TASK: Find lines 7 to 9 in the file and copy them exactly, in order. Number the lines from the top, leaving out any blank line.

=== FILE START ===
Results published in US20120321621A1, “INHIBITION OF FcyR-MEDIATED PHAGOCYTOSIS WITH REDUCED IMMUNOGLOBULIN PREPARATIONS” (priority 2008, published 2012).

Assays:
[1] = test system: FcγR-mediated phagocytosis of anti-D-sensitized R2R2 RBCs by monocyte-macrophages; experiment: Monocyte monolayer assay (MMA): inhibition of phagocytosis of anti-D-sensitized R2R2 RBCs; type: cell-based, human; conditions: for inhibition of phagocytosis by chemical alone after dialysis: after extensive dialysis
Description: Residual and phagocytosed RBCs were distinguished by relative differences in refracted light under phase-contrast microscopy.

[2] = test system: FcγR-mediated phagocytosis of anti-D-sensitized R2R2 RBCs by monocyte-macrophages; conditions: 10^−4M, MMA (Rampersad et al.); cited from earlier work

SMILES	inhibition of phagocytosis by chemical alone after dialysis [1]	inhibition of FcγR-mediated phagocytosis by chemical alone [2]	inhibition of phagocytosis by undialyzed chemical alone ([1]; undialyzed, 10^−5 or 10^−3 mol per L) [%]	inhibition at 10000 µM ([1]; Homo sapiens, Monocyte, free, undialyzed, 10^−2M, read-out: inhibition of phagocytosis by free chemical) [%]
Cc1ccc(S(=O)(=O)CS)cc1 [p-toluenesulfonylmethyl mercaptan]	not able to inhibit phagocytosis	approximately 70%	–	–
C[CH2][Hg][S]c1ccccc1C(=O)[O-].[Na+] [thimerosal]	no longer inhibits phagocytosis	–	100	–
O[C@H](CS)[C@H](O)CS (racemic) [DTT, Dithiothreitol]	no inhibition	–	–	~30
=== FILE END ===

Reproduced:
Cc1ccc(S(=O)(=O)CS)cc1 [p-toluenesulfonylmethyl mercaptan]	not able to inhibit phagocytosis	approximately 70%	–	–
C[CH2][Hg][S]c1ccccc1C(=O)[O-].[Na+] [thimerosal]	no longer inhibits phagocytosis	–	100	–
O[C@H](CS)[C@H](O)CS (racemic) [DTT, Dithiothreitol]	no inhibition	–	–	~30